Wednesday, October 20, 2010



Style is so omnipresent in New York that even the water bottles are intimidatingly fashionable.

Turns out this Missoni/Pelligrino collaboration was the most stylish thing I would see on the day when I take a 'diva' shopping tour of the garment district with my fellow Big Apple Brits blogger Notes by a Stylist. Immediate alarm bells were ringing due to the use of the word diva in the title, being as I am neither a 6 year old girl who shops at Claire's Accessories or living in 1996.

Whenever alarm bells ring they never cease, they just get louder. When we met the tour guide on a Midtown corner, the bells are shaking my very core. She is wearing a waistcoat that was surely fashioned from my bathroom rug, with an iluminous pink nylon handbag. It wasn't like I expected her head to toe in Rodarte, but she looked like she was dressed in the dark by a four year old with A.D.D.

We are told of the excitement and bargains ahead and are quickly herded to an anonymous looking office building around the corner where we all squeeze into a lift and arrive on the 10th floor. When we pile out, I spot the showroom for a cool department store brand and realise I have judged the whole thing too hastily. But no. We're not going there. No. We're going to the showroom of a coat designer, who I've never heard of who. But not to worry, because she has a crumpled copy of an old Oprah magazine, proving firstly that someone at a magazine once liked one of her coats and secondly that they normallyretail at $1000. That's $1000! The showroom assistant shouts this as if she's talking to a group of Primary school children learning basic addition. "That's O-pa-raah! That's one thousand bucks! But for you today, most pieces retail at around... $300. That's a saving of...(nods her head excitably) SEVEN...HUNDRED...BUCKS!"


I have no interest in a new coat costing $300 so I mooch around sulking until I am pounced on by the actual designer. Why is she hawking her own stuff? Doesn't she have better things to do? something?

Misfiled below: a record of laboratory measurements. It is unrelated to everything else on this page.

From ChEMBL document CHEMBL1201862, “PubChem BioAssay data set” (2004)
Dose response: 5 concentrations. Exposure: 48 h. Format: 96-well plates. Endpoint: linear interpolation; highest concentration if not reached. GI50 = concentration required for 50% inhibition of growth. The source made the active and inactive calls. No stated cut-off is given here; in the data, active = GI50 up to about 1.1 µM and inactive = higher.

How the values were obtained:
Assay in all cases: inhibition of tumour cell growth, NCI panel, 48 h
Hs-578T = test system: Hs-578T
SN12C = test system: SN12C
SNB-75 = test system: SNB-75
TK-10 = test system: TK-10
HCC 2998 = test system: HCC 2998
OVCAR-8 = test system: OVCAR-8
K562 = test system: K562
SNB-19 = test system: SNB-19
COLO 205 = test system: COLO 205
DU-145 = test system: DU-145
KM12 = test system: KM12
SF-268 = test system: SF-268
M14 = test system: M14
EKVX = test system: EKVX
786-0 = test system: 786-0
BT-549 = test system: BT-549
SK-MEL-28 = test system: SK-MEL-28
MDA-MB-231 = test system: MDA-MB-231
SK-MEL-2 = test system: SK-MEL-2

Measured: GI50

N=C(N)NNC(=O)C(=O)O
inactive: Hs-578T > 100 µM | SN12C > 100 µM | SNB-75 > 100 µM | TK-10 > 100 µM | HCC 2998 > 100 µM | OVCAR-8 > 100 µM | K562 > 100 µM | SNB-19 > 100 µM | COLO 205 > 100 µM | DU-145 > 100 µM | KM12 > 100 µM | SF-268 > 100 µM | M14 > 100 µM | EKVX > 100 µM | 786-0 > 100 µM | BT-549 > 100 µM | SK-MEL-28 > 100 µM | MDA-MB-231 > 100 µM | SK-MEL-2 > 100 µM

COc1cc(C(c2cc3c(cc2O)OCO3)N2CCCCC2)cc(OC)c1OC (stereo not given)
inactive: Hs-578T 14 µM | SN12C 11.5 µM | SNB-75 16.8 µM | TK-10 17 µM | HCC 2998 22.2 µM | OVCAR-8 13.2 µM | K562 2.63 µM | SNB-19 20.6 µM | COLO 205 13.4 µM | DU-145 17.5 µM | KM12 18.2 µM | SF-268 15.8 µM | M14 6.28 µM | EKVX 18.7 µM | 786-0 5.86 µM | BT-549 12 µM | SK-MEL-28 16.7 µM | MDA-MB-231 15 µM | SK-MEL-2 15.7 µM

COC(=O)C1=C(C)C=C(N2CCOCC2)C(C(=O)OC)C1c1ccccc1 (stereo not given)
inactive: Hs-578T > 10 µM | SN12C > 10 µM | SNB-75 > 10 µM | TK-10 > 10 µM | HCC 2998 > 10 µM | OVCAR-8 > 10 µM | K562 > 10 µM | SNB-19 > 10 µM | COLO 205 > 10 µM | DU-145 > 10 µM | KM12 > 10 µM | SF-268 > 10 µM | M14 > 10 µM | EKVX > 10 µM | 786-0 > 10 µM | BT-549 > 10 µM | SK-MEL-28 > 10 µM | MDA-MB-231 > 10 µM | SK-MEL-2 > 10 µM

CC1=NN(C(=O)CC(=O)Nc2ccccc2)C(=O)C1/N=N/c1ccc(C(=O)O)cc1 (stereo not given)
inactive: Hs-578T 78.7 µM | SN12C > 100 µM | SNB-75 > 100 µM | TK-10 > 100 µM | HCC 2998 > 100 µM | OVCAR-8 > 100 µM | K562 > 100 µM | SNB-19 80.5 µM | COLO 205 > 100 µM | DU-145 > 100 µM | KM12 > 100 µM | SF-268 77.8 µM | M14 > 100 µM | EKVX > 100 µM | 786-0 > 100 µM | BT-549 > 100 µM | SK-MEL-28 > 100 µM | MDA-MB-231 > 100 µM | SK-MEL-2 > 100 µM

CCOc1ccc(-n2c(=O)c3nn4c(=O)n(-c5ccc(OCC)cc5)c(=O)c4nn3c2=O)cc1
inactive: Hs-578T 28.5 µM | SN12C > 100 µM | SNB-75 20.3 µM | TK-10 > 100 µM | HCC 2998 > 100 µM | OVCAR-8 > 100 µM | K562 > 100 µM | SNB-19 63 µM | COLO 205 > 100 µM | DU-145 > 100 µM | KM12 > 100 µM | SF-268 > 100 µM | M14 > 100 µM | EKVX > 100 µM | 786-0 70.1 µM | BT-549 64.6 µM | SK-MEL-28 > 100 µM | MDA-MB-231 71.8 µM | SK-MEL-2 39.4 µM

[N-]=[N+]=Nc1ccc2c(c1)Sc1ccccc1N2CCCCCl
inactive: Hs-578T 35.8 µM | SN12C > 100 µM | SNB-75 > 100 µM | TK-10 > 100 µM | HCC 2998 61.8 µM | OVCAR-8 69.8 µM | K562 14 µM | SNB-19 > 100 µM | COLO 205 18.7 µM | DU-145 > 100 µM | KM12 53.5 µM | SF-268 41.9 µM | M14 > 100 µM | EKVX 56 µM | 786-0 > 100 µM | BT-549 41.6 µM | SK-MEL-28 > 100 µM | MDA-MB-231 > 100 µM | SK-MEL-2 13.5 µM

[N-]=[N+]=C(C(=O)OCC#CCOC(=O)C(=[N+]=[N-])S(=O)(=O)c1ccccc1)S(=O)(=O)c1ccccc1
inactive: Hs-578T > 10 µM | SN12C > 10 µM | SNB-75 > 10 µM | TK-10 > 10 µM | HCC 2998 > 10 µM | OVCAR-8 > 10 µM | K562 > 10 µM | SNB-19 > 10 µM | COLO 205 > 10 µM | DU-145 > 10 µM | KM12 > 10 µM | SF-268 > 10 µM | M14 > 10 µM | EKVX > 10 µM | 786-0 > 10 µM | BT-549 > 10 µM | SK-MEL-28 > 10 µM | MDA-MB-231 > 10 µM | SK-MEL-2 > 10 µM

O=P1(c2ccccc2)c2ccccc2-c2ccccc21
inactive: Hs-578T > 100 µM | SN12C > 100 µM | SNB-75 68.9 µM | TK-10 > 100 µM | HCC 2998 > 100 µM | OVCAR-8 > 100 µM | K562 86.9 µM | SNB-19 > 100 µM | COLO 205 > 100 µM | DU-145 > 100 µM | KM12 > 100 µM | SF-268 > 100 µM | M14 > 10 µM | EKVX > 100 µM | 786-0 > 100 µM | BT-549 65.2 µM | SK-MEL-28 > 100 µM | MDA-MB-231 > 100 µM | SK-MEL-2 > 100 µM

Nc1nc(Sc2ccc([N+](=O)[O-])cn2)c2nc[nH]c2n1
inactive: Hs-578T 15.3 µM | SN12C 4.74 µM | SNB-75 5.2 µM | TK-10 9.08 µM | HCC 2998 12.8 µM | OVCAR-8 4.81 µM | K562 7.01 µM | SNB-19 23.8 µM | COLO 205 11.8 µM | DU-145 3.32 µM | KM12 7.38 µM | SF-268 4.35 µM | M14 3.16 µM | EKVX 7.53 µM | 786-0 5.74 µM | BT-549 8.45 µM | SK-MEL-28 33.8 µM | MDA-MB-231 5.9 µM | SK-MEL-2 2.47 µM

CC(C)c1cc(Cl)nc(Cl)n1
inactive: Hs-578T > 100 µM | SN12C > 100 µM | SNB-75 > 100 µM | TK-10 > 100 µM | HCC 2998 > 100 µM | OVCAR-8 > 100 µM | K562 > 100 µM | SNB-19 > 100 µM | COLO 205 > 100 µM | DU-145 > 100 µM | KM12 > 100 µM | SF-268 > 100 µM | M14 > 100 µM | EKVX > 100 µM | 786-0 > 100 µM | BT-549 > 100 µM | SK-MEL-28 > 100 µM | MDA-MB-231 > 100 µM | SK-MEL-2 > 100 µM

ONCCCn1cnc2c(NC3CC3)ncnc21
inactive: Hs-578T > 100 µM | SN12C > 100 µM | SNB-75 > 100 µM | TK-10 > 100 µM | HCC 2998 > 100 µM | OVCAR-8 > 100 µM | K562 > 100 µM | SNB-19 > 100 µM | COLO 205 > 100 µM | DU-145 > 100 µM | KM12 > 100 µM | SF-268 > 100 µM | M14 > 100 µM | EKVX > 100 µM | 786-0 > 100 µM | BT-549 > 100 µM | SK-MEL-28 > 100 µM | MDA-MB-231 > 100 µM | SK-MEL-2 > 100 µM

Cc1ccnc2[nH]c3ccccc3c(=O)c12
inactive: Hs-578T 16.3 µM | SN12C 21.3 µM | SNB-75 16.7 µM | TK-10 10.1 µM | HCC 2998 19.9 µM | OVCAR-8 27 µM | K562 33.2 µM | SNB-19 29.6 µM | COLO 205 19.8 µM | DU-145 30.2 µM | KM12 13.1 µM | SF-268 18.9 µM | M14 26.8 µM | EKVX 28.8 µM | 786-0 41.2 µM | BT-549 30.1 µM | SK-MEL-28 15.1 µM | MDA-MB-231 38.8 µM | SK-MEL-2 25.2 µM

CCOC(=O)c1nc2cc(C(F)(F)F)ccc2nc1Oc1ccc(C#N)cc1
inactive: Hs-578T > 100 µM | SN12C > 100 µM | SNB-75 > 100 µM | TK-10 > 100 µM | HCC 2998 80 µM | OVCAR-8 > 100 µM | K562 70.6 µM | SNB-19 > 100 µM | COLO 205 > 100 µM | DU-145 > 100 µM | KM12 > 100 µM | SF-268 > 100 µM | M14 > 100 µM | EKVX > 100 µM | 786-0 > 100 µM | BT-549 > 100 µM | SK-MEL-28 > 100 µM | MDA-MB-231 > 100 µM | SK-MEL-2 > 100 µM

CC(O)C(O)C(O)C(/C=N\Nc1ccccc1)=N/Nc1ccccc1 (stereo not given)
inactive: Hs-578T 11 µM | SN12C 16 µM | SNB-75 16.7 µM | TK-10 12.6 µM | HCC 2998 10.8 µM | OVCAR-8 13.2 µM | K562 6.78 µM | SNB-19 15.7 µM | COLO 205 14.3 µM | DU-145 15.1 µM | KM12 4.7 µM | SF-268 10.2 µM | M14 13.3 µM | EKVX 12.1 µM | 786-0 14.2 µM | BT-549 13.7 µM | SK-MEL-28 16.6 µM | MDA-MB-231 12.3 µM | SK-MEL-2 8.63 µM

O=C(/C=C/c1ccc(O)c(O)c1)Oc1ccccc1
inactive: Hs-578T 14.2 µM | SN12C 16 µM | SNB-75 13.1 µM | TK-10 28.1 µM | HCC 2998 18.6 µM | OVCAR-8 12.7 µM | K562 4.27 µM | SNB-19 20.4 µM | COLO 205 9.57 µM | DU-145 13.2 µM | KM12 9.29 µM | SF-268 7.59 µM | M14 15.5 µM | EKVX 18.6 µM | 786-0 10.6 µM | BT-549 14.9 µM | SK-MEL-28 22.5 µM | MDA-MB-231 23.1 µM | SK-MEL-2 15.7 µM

"You have to try this on!" she says.

"No thank you" I say looking at a purple boucle wool coat so old fashioned my dead Nanna would have hesitated to wear it to bingo.

"No. You have to try it on!" she persists.

"No thank you."

"I insist."


"I'm not taking no for an answer!"

"Sorry, no."

"You know honey? This coat would be great for your with your big boobs, it's really flattering with the shawl collar..."

Yes she did. She really did. She went there. Ok, so it's no secret to the world that I have large breasts, they are right there every day, for all to see- distracting men from what I'm saying and making me look like a hooker in every blouse I wear. They ruin fashion choices, I need a second mortgage every time I buy a bra and I will never stand up entirely straight. So guess what? What I do not need, is this to be shouted out by a woman I just met in front of a group of strangers. I pause. Fix her with a menacing stare, the smile and say:



That sort of set the tone from there on in and Sara and I are like bored schoolgirls being dragged around an automotive museum. The depressing cycle of overpriced tat continues for hours, broken up only by the odd bit of cheap tat. At one point we're not allowed in a showroom because a buyer is there and the tour guide whispers.

"The buyers don't know we have these tours..."

Oh reeeeeeally? So the people who work in the industry don't know this goes on? I assume they are not only idiots, but also don't have Internet connections to google 'garment district showroom shopping tours'?

When we are at the point of no more we are taken into another showroom and the designer introduces herself by telling us she's hilarious. That's hilarious with lots of exclamation marks!!! I walk out and Sara follows. We skulk around outside for 15 minutes wondering before Sara has a genius plan. We're going to let everyone know what we think about this, in the most British way possible: We're going to run away.

No complaining, no honesty, no embarrassment. We prod the lift hastily, bolt out of the building and hail a cab on 7th Avenue and head for lunch where we drink to forget our Post Traumatic Dress Disorder.

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